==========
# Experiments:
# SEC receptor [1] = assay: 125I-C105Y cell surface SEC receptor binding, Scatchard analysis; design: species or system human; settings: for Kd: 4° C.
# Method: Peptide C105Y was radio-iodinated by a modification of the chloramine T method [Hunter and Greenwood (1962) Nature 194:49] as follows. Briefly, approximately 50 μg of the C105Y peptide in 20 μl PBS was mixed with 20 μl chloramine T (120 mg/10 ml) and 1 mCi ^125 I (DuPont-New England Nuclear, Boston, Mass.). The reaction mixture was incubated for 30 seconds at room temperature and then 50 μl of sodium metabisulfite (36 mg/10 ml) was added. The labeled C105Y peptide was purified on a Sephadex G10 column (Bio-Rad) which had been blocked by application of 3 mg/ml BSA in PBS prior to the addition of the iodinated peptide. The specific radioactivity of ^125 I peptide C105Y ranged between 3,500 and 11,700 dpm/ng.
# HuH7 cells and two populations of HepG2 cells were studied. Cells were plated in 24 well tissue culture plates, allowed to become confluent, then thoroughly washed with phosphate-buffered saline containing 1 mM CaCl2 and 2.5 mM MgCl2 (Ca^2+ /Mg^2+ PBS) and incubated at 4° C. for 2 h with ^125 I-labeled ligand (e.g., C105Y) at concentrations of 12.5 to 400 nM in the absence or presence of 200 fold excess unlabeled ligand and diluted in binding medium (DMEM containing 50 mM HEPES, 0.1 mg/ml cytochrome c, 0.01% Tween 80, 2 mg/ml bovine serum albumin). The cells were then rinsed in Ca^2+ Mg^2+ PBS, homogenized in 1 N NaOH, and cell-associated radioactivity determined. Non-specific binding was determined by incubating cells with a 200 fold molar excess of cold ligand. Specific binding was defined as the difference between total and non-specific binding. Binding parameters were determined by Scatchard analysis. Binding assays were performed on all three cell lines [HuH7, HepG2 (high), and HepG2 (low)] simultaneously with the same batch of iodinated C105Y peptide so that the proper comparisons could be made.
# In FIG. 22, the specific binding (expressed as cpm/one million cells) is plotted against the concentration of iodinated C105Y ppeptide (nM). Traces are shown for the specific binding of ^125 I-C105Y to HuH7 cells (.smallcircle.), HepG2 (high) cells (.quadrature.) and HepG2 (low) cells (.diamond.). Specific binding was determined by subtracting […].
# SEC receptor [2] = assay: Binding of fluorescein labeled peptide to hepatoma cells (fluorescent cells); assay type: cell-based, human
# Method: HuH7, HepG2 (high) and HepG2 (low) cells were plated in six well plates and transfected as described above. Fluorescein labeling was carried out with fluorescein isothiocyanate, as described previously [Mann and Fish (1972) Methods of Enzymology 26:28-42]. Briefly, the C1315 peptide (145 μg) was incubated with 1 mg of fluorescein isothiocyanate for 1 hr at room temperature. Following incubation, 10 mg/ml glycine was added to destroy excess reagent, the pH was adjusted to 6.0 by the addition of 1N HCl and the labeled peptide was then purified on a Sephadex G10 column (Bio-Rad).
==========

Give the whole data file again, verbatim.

# Experiments:
# SEC receptor [1] = assay: 125I-C105Y cell surface SEC receptor binding, Scatchard analysis; design: species or system human; settings: for Kd: 4° C.
# Method: Peptide C105Y was radio-iodinated by a modification of the chloramine T method [Hunter and Greenwood (1962) Nature 194:49] as follows. Briefly, approximately 50 μg of the C105Y peptide in 20 μl PBS was mixed with 20 μl chloramine T (120 mg/10 ml) and 1 mCi ^125 I (DuPont-New England Nuclear, Boston, Mass.). The reaction mixture was incubated for 30 seconds at room temperature and then 50 μl of sodium metabisulfite (36 mg/10 ml) was added. The labeled C105Y peptide was purified on a Sephadex G10 column (Bio-Rad) which had been blocked by application of 3 mg/ml BSA in PBS prior to the addition of the iodinated peptide. The specific radioactivity of ^125 I peptide C105Y ranged between 3,500 and 11,700 dpm/ng.
# HuH7 cells and two populations of HepG2 cells were studied. Cells were plated in 24 well tissue culture plates, allowed to become confluent, then thoroughly washed with phosphate-buffered saline containing 1 mM CaCl2 and 2.5 mM MgCl2 (Ca^2+ /Mg^2+ PBS) and incubated at 4° C. for 2 h with ^125 I-labeled ligand (e.g., C105Y) at concentrations of 12.5 to 400 nM in the absence or presence of 200 fold excess unlabeled ligand and diluted in binding medium (DMEM containing 50 mM HEPES, 0.1 mg/ml cytochrome c, 0.01% Tween 80, 2 mg/ml bovine serum albumin). The cells were then rinsed in Ca^2+ Mg^2+ PBS, homogenized in 1 N NaOH, and cell-associated radioactivity determined. Non-specific binding was determined by incubating cells with a 200 fold molar excess of cold ligand. Specific binding was defined as the difference between total and non-specific binding. Binding parameters were determined by Scatchard analysis. Binding assays were performed on all three cell lines [HuH7, HepG2 (high), and HepG2 (low)] simultaneously with the same batch of iodinated C105Y peptide so that the proper comparisons could be made.
# In FIG. 22, the specific binding (expressed as cpm/one million cells) is plotted against the concentration of iodinated C105Y ppeptide (nM). Traces are shown for the specific binding of ^125 I-C105Y to HuH7 cells (.smallcircle.), HepG2 (high) cells (.quadrature.) and HepG2 (low) cells (.diamond.). Specific binding was determined by subtracting […].
# SEC receptor [2] = assay: Binding of fluorescein labeled peptide to hepatoma cells (fluorescent cells); assay type: cell-based, human
# Method: HuH7, HepG2 (high) and HepG2 (low) cells were plated in six well plates and transfected as described above. Fluorescein labeling was carried out with fluorescein isothiocyanate, as described previously [Mann and Fish (1972) Methods of Enzymology 26:28-42]. Briefly, the C1315 peptide (145 μg) was incubated with 1 mg of fluorescein isothiocyanate for 1 hr at room temperature. Following incubation, 10 mg/ml glycine was added to destroy excess reagent, the pH was adjusted to 6.0 by the addition of 1N HCl and the labeled peptide was then purified on a Sephadex G10 column (Bio-Rad).